A TOWN secondary school has been labelled as “inadequate” by Government inspectors who are particularly concerned about the low achievement of students.
A team of Ofsted inspectors who visited Manor College of Technology, in Hartlepool, last month say weak and inadequate teaching has not been eradicated at the school and criticised teachers for not always demanding enough of the students.
The team of five inspectors marked the overall effectiveness of the school at the lowest possible mark – inadequate.
They said the achievement of pupils is inadequate and believe quality of teaching, behaviour and safety of pupils and leadership and management at the school, in Owton Manor Lane, all “require improvement”.
However, the school has been praised for recent changes to the organisation of the governing body and the appointment of additional governors to monitor the work of senior leaders.
The report also states that “staff morale is good because they recognise that the headteacher and senior leaders are making important and necessary improvements at the college”.
Headteacher Anne Malcolm said the school is “rapidly improving”, adding: “There have been many changes to the Ofsted inspection framework and to education as a whole in recent times.
“In real terms, we have made significant progress since our last Ofsted inspection and I can assure parents that Manor College is fully prepared to deal with further changes and to move forward.”
The report points to a sharp drop in the attainment of the students in last year’s GCSE results and says the “extent of the decline was not anticipated by leaders or governors”.
Inspectors said: “Too many students made very limited progress in English or mathematics from the levels of attainment they had reached at age 11.”
The report also says standards are too low in science.
The school is praised for supporting those with disabilities and special needs and says it has a “highly effective withdrawal provision” to support students with behavioural difficulties”.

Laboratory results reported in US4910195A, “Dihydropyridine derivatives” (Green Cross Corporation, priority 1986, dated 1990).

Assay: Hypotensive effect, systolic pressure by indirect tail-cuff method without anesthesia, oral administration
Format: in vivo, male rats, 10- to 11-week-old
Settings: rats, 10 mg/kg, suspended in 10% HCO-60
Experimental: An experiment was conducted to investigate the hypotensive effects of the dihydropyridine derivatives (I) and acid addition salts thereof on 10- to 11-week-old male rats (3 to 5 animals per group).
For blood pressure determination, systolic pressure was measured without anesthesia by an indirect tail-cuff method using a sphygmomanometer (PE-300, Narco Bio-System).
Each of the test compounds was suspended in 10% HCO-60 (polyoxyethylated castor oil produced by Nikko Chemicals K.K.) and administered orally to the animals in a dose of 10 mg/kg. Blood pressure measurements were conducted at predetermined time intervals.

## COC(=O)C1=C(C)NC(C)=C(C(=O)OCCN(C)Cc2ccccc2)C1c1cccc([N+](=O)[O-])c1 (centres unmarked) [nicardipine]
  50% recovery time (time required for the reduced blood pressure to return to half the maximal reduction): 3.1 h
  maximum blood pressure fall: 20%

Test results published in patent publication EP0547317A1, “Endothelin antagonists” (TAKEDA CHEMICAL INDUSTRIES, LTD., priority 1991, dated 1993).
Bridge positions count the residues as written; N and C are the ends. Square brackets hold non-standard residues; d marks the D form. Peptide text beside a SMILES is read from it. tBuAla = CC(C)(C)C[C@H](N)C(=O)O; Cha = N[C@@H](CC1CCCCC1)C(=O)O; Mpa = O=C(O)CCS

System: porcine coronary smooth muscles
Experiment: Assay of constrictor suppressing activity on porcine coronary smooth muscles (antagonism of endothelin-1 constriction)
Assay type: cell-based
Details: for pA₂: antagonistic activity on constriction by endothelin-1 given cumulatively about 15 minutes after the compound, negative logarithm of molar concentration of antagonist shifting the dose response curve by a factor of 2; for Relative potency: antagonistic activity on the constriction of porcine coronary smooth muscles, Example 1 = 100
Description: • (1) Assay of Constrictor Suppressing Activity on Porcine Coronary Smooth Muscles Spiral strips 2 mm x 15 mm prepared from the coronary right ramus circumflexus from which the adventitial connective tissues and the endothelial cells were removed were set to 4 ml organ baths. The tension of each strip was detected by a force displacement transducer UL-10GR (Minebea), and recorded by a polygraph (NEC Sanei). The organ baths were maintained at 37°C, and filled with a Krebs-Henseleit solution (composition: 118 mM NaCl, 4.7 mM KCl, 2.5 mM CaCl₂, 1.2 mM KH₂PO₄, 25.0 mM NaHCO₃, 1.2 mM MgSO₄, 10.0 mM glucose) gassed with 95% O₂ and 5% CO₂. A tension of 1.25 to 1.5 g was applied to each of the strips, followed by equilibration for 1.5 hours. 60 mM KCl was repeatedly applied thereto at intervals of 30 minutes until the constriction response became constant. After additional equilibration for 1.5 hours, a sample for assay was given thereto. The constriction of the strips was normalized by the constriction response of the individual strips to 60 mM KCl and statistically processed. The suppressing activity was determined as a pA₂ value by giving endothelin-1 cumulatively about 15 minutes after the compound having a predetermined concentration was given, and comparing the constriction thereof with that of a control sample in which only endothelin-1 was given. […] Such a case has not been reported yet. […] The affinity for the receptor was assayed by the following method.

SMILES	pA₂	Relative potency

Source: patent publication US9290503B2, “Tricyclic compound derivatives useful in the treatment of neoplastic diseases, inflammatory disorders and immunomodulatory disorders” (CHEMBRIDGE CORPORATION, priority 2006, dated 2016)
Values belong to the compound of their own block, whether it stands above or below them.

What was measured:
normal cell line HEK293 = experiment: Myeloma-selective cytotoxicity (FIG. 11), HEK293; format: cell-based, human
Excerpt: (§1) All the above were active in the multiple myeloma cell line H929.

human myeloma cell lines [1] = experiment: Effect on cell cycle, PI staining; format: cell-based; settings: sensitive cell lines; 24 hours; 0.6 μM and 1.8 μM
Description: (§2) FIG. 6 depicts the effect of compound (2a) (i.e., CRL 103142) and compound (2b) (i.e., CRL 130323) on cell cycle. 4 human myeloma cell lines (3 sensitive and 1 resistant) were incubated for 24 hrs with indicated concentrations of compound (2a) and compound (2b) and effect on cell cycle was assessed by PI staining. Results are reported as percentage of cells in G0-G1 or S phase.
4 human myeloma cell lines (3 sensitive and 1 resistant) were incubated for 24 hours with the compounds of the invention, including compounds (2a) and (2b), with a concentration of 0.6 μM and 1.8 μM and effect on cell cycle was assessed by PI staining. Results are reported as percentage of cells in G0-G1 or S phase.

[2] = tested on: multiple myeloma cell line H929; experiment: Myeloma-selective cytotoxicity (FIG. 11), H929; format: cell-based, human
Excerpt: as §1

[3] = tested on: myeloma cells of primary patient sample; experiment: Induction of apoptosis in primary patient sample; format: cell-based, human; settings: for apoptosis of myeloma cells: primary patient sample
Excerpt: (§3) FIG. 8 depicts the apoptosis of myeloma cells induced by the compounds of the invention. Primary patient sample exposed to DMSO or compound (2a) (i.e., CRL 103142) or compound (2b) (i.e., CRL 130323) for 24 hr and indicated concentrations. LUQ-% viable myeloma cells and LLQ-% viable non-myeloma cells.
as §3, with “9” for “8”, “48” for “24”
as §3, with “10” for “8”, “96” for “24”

However, although inspectors say the majority of teaching seen during the inspection was good or better, the overall quality of teaching requires improvement.
The quality of teaching at the school has been more closely monitored this year following a reorganisation which “is increasing the proportion of good and outstanding teaching”.
Students were praised for their punctuality and inspectors said the school’s work to keep youngsters safe and secure was good.
However the report concluded that the behaviour of students requires improvement and says students reported that behaviour varied from lesson to lesson.
The school’s senior leaders now “fully understand the need to raise students’ achievement, according to the report.
Mrs Malcolm said: “The last two and a half years have seen many changes at Manor College and we are pleased that the Ofsted team recognised these and regarded them as positive and bringing about improvement.
“The majority of teaching observed during the recent inspection was good or better, students clearly enjoy their school, students with special needs and disabilities are making good progress and the school has a strong inclusive culture.
“In addition, Ofsted acknowledges that the morale of staff is good and says this is because they recognise that the headteacher and other senior leaders are making important improvements and driving the school in the right direction.
“Being headteacher at Manor College is a privilege and I am proud with how hard students and staff have worked together to ensure that we achieve better outcomes but retain our ethos and sense of family.
“Ofsted’s judgement is based upon our previous examination results and, unfortunately, under the current inspection system little account can be taken of estimated grades for the next three years.
“These estimated grades demonstrate significant improvement and progress.”